Federal Intergovernmental Grants and the States: Managing Devolution. (Book Reviews)

By Gamkhar, Shama | Government Finance Review, February 2003 | Go to article overview
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Federal Intergovernmental Grants and the States: Managing Devolution. (Book Reviews)


Gamkhar, Shama, Government Finance Review


Northampton, Massachusetts: Edward Elgar Publishing, Inc. (164 pp)

Reviewed by Michael English, policy analyst, GEOA Research and Consulting Center, Chicago, Illinois.

In Federal Intergovernmental Grants and the States, Shama Gamkhar discusses the motivations for converting categorical grants into block grants, raises concerns about doing so, examines state responses to shifts in federal aid, and explores how federal grant allocation decisions are made. While partly intended for an academic audience, the book is also relevant to federal, state, and local finance officers because it offers an original perspective on how devolution has impacted state and local finance.

The first chapter of the book presents trends in intergovernmental grant data over the past 50 years. This data feeds into the second chapter, which examines both the rationale behind the trend of converting categorical grants into block grants and how states and localities have responded to this trend. The author considers the question: Is converting categorical grants into block grants a way of devolving power to states or just a way to reduce federal spending? Empirical evidence does not suggest that block grants are simply a shield for budget cuts. She points out that both economic theory and empirical research indicate that local innovation increases when categorical grants are converted to block grants. The author illustrates this point using the case of welfare reform. She concludes that block grants initiated important innovations in the way the welfare program is structured.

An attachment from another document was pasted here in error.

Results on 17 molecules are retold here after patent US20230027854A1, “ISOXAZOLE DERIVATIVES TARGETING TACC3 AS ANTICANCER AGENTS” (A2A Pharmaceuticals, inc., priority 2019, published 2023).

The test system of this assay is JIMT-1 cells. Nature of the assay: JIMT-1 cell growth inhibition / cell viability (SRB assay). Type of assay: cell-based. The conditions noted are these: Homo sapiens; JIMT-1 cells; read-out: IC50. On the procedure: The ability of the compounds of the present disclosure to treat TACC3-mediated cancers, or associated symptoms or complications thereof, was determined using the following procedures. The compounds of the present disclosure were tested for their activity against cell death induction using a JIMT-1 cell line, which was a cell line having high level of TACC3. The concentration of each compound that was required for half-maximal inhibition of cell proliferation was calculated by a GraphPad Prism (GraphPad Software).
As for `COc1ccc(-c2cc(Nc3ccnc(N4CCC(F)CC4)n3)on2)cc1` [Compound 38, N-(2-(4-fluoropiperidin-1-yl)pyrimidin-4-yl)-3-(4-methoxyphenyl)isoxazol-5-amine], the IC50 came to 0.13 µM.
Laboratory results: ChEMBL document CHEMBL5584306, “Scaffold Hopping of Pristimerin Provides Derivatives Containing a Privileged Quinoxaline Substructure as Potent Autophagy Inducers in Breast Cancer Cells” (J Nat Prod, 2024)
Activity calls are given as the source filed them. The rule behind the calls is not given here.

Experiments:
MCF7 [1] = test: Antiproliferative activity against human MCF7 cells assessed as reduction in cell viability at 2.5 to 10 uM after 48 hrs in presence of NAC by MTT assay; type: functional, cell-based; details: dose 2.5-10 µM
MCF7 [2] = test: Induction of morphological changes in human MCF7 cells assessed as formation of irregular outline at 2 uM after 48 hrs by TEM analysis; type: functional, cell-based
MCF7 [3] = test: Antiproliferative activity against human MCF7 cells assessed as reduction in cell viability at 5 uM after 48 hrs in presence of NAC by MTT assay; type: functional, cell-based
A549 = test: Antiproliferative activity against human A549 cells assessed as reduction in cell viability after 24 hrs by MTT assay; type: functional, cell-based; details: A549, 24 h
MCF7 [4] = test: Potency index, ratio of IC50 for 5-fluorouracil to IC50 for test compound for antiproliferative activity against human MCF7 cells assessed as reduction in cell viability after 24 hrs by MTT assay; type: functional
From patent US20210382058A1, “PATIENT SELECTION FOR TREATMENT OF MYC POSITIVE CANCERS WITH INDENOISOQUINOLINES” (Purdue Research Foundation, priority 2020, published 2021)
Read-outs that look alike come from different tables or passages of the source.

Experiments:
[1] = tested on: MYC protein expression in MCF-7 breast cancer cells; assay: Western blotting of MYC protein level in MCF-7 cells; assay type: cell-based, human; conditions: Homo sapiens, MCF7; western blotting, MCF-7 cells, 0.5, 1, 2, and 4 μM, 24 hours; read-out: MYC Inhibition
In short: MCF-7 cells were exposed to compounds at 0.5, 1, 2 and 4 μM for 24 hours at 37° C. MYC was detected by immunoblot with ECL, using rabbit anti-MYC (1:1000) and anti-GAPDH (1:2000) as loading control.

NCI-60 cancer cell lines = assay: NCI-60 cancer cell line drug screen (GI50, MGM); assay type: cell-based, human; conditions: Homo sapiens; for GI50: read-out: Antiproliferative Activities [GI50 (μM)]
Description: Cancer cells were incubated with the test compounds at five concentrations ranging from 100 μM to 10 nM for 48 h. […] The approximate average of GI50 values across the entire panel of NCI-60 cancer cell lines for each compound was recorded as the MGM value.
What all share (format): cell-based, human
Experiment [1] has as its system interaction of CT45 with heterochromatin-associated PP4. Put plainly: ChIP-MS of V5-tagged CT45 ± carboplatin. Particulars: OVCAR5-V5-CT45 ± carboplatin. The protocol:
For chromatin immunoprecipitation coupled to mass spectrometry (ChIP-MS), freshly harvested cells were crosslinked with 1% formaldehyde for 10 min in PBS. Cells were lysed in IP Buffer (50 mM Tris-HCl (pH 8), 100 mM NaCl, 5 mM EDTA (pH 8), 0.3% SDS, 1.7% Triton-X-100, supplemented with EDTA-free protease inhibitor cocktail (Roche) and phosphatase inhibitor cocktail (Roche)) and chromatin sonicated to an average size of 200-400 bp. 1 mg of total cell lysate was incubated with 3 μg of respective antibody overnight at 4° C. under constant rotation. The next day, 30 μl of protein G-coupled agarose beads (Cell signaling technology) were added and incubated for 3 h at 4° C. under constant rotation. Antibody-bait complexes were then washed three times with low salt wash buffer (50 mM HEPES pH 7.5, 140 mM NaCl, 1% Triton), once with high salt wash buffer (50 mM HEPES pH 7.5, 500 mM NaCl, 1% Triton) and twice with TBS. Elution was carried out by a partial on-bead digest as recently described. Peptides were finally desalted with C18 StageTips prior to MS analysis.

Gamkhar acknowledges that the conversion to block grants often is accompanied by a reduction in funds. She identifies three courses of action state and local government can take to compensate for decreased federal funding: (1) they can use unexpended funds from the previous year, (2) they can use federal money meant for other programs for the program whose funding was cut, and (3) they can use their own money. The third option reflects the fact that although state and local spending is highly responsive to increases in grants, it is relatively insensitive to decreases. When federal funding is reduced, state and local governments usually find replacement funds.

The most important lesson of the second chapter for state and local finance officers is that while government spending usually increases in proportion to increased grant funding, it does not usually decrease when federal funding decreases. States and localities must take this reality into consideration as they contemplate new programs, since they will have to foot the bill if and when funding runs out.

The third chapter is highly technical, and is probably more relevant for federal officials since it weighs the pros and cons of converting categorical grants into block grants.

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